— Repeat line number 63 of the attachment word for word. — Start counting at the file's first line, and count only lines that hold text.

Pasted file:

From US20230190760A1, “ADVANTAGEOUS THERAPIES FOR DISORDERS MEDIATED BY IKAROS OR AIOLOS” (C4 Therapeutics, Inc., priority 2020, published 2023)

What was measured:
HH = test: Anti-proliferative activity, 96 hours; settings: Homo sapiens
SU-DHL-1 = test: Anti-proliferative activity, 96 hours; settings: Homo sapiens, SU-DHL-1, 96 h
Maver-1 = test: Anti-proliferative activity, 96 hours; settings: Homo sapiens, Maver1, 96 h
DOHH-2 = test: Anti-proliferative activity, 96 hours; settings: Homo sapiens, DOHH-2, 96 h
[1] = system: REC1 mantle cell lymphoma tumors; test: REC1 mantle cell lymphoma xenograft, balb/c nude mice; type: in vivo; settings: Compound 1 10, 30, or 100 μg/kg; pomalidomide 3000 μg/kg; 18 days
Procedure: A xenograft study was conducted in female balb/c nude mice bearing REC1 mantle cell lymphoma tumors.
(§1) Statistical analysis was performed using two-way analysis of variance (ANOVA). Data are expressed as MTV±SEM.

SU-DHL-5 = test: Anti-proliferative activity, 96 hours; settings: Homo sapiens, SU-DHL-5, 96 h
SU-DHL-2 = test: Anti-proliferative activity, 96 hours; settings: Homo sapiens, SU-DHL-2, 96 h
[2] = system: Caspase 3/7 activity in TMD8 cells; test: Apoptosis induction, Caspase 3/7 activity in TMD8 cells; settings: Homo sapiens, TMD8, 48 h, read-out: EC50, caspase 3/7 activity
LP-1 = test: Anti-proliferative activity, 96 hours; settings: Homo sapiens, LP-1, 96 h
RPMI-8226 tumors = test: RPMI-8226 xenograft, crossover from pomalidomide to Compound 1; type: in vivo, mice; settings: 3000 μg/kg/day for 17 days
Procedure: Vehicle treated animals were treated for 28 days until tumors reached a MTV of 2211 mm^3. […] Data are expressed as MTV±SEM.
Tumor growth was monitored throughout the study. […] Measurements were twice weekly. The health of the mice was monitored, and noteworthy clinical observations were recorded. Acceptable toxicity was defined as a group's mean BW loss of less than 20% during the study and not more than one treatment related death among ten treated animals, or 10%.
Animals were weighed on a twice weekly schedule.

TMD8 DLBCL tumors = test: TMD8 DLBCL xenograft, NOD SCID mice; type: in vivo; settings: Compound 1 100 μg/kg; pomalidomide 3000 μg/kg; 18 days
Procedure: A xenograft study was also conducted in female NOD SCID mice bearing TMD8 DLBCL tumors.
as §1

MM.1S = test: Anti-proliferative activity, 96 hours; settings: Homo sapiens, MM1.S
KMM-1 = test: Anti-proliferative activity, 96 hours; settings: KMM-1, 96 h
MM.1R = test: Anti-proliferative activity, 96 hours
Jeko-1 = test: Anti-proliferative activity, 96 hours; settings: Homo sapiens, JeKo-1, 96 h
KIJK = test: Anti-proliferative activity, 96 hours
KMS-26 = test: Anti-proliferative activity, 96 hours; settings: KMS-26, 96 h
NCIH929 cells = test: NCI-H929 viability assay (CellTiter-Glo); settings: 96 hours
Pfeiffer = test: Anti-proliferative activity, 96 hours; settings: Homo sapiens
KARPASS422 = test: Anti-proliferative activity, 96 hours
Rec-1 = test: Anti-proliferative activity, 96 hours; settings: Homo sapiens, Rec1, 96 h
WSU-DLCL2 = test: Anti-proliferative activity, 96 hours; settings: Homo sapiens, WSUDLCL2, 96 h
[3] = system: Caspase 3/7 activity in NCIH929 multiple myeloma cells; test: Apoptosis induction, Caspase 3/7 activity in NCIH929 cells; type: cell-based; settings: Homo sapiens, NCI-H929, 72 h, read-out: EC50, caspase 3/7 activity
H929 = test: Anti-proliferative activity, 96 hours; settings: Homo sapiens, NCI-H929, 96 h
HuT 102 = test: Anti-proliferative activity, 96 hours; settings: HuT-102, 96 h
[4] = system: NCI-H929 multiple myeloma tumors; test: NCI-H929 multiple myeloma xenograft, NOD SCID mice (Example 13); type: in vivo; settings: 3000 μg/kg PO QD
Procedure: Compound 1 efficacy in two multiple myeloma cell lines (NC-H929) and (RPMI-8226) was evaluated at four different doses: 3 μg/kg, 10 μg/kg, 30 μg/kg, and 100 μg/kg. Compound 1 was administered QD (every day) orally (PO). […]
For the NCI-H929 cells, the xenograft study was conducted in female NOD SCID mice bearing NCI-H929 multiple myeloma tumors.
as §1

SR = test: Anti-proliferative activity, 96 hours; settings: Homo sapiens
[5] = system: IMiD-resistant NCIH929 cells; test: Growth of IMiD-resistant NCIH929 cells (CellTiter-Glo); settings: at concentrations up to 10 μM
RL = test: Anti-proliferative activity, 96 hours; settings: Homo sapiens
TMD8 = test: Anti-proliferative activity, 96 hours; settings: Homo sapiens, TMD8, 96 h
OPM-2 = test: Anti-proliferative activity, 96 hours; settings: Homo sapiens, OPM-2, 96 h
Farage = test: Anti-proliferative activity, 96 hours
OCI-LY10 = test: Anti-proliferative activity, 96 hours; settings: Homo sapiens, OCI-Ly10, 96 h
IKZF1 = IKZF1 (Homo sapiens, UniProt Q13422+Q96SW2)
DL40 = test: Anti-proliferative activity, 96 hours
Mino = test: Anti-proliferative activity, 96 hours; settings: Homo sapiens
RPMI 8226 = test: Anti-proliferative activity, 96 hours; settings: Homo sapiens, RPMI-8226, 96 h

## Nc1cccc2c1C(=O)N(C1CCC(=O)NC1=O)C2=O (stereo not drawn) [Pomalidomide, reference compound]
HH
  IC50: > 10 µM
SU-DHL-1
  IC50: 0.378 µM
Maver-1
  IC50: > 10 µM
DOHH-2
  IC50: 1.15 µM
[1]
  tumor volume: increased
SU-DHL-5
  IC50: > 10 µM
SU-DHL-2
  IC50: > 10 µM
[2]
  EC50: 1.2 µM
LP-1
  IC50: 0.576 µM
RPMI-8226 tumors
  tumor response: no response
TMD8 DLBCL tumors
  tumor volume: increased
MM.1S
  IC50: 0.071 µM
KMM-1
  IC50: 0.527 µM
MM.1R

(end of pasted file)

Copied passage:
SU-DHL-2